Ms. Nature looked outside her window—fog emanating from its wooden edges—and tossed Robert Frost's poem “Stopping by the Woods on a Snowy Evening” to the floor, suddenly growing impatient. She removed her half-moon reading glasses and lit a cigarette. She inhaled four long drags, pausing after each one to maximize its calming intoxication before grinding the remains into an ashtray. She was draped in a pink, disheveled robe, which had two holes (one under the left armpit and the other on the bottom right hem), and pink curlers were sporadically woven into her cardinal colored hair. Her slippers were once bright yellow, but now they were faded with brown splashes of hot chocolate: her second major vice.
Ms. Nature was cold and, despite the cigarette, still exasperated and weary. She jaunted to the kitchen and turned up her thermostat; her plump, orange cat, Rita, was asleep next to her half-eaten bowl of tuna—she was always asleep. Grabbing her Santa Claus decorated mug, she frantically searched the cupboards, hoping a cup of hot chocolate might cheer her up. Much to her chagrin, she was fresh out. Ms. Nature's frustration was mounting: she was out of hot chocolate, her cat was a bore, her nose was half-plugged, and her house—despite her outrageous electricity bills—never was warm enough. It was time.
Grabbing her coat and wrapping her woolen scarf around her neck, Ms. Nature stepped outside her tiny, triangular house. Gloves intact, she crossed her arms over her chest and rigorously rubbed her shoulders, warming up her blood before traipsing over to her '87 Buick. She turned the key and let out a disgruntled groan: it never started on the first try this time of year. A few attempts later, her car eventually started, and, with the corroded Buick's wipers oscillating over the windshield, Ms. Nature turned down her snowy driveway.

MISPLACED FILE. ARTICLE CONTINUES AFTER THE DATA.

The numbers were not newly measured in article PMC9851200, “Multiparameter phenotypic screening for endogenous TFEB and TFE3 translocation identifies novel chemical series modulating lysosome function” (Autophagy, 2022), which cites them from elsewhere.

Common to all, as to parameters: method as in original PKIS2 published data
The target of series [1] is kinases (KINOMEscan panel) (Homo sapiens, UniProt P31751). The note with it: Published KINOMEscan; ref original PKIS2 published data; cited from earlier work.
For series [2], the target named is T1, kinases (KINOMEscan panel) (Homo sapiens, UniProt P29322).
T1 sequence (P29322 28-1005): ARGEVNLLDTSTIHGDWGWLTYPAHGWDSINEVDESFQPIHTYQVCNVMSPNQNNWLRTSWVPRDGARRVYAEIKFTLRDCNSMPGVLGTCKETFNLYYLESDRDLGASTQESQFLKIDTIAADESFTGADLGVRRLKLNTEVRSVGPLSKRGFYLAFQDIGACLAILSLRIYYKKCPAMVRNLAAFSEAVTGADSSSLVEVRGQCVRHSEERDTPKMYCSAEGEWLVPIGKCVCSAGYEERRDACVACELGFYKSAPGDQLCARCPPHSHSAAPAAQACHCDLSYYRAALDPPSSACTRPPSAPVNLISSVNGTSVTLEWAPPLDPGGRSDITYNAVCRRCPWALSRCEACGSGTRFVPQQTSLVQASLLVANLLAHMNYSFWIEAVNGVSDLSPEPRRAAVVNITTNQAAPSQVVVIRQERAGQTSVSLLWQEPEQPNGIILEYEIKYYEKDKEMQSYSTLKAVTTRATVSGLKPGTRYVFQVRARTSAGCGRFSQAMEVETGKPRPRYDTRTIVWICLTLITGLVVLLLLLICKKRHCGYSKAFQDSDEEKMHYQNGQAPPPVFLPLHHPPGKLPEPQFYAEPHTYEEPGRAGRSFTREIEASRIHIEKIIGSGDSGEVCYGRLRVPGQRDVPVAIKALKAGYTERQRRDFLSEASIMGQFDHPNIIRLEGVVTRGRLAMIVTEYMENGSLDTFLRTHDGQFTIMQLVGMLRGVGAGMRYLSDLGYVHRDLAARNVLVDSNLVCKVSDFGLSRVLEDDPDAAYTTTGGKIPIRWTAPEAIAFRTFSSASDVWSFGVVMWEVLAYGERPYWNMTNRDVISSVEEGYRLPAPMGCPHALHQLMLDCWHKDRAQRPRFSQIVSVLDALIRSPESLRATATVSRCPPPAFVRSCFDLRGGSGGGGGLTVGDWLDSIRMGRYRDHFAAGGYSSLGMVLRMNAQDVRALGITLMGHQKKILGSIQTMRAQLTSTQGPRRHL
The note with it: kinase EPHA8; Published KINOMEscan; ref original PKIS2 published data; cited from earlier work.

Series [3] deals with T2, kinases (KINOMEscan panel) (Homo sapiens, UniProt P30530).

A 5.6 mile drive and two Frank Sinatra songs later, Ms. Nature came to a halt next to Mr. February's house—it had been years since she visited him; she usually saved this trip for Mr. March. She got out of her car and lit another cigarette, which, due to the snowfall, was difficult to do. She pulled from her coat a green stocking cap with a yellow daisy embroidered on the front and tried to cover her head before she remembered her curlers. Finishing her cigarette quickly, she popped the back trunk and dug around for what she truly wanted: a baseball bat.
Ms. Nature, bat in hand, trotted up Mr. February's hill as the deep snow collapsed into the inside of her boot—the bitter, icy cold sensation only affirmed her intentions; it was time.
Ms. Nature stopped just in front of Mr. Frosty, who was stationed right outside Mr. February's window. Frosty's carrot nose and black coal facial features were still connected; however, his top hat lied haphazardly next to one of his unattached twig arms. She clenched her chipped Louisville Slugger and cocked it back, looking one last time at Mr. February's Valentine's Day decals still in the righthand corner of his window. She felt a slight ounce of regret. That was, until she remembered her lack of hot chocolate, her monotonous cat, her half-plugged nose, and her freezing house. A glint of hysteria beamed in her eyes. She swung.
Two vicious strikes to the head, three to the middle lump, and seven to the rotund bottom ball. The carrot was in two; the twig arms were smashed. Winter was dead. Content with her work, Ms. Nature lit another cigarette, took an exceptionally long pull, and headed back to her car. Suddenly, there was considerably less snow on the way down the hill, and this time, her Buick started quite effortlessly; she liked that.
SPRNGZHR, her license plate read in bold, black letters as she drove away. SPRNGZHR.